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Novel research takes marine conservation tools to a new dimension

Novel research takes marine conservation tools to a new dimension
Example monthly areas of relative risk for eastern Pacific leatherbacks interacting with drifting longline gear while they are in a deep diving behavioral state (S3, deep diving and exploratory behavior). Relative risk is shown on a 1 ̊ resolution grid found through elementwise multiplication of monthly matrices of S3 behavioral intensities, drifting longline fishing effort, and utilization distributions. Maps are currently incorporated in the online tool, South Pacific TurtleWatch (upwell.org/sptw). Credit: Conservation Biology (2023). DOI: 10.1111/cobi.14114

In the new article "Incorporating multidimensional behavior into a risk management tool for a critically endangered and migratory species" published in Conservation Biology, researchers combined data on the diving behavior of East Pacific leatherbacks with data on fishing effort from Global Fishing Watch to enhance the South Pacific TurtleWatch (SPTW) dynamic ocean management tool.

Lead author and Upwell Researcher Nicole Barbour states, "The method we use is a novel example of how behavior and vertical movements, such as diving or flying, can be incorporated with fisheries data into risk and dynamic management tools for endangered, migratory species."

"We demonstrated this method on the critically endangered Eastern Pacific leatherback turtle but have additionally provided publicly available example code and models with our manuscript so that studies on other of conservation interest can adopt similar methods."

The critically endangered East Pacific leatherback sea turtle population is highly migratory and dives constantly (sometimes up to 1,200 meters) as it swims to forage, avoid predators, thermoregulate, and navigate.

In order to contemplate this vertical habitat use in protection strategies, researchers generated maps showing the relative risk of turtle-fisheries interactions based on data obtained from dive tags identifying three states of leatherback behavior (transiting, residential/mixed-depth diving, and residential/deep diving) and fishing effort data specific to gear type (longlines, trawl nets, gillnets, etc.) from Global Fishing Watch.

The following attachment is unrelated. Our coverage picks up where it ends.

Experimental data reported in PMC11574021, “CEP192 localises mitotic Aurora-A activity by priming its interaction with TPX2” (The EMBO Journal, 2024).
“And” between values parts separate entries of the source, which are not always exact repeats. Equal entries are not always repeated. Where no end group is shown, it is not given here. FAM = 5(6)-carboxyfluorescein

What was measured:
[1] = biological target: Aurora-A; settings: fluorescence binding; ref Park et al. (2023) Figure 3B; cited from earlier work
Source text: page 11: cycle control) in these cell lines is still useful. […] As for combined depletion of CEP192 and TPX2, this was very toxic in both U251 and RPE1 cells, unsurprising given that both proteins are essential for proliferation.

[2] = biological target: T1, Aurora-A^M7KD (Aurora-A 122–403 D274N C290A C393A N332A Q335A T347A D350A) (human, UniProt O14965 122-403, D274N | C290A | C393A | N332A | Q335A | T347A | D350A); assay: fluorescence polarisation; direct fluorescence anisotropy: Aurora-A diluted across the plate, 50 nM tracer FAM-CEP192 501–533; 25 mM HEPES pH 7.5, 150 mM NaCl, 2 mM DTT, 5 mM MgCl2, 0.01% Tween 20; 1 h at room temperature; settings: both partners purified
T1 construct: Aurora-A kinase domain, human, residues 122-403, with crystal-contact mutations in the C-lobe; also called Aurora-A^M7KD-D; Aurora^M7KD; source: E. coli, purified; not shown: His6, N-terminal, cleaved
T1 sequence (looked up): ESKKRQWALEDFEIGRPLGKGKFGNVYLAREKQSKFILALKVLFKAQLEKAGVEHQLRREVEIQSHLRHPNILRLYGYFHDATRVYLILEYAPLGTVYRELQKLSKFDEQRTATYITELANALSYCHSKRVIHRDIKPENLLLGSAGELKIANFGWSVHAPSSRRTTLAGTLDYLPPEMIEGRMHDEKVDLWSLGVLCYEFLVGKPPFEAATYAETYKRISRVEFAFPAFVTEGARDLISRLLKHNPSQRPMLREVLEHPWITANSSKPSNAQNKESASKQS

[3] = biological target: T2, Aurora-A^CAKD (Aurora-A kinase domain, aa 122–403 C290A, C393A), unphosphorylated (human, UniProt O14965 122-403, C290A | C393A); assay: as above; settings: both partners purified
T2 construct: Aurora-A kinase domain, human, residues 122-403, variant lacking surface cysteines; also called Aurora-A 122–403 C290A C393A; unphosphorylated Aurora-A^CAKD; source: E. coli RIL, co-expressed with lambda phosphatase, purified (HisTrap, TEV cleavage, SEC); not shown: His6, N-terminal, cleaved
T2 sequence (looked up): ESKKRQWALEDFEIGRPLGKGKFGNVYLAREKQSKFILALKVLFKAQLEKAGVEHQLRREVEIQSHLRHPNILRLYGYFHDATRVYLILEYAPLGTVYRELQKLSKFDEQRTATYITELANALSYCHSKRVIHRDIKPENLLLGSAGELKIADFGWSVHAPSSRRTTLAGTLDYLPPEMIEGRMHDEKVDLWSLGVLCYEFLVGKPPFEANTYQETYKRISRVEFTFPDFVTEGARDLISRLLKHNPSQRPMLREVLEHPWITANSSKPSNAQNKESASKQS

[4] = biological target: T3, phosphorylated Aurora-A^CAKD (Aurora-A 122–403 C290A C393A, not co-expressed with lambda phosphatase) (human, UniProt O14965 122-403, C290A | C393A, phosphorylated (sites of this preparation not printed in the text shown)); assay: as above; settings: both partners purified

These maps were then added as new layers of information to the South Pacific TurtleWatch dynamic ocean management tool to refine its capability to provide predictions of potential high risk bycatch areas. The SPTW is a unique model created by scientists from Upwell and the University of Maryland Center for Environmental Science (UMCES), and other partners to empower fishers with the knowledge of where and when they are most likely to encounter leatherbacks in the Eastern Pacific Ocean with the aim of reducing the risk of incidental capture.

The application of the new and rich dataset on fishing effort from Global Fishing Watch was especially helpful to fill information gaps about the region's fisheries in the SPTW.

The article was a initiated by the international non-profit sea turtle research and conservation organization Upwell with partners from the University of Maryland Center for Environmental Science, MigraMar, SUNY College of Environmental and Forest Sciences, and Mercator Ocean International.

Upwell Executive Director Dr. George Shillinger reflected on the article's impact, saying, "We hope that our findings will spark a broader discussion about the urgency to leverage any and all credible data to better understand and mitigate the threats posed to leatherbacks by fisheries. The tool presents an opportunity to spark dialog about sea turtle conservation and to inform efforts to reduce fisheries impacts across the range, distribution, and life history of this critically endangered population."

More information: Nicole Barbour et al, Incorporating multidimensional behavior into a risk management tool for a critically endangered and migratory species, Conservation Biology (2023). DOI: 10.1111/cobi.14114

Journal information: Conservation Biology

Provided by Upwell

Citation: Novel research takes marine conservation tools to a new dimension (2023, August 7) retrieved 17 July 2024 from https://phys.org/news/2023-08-marine-tools-dimension.html
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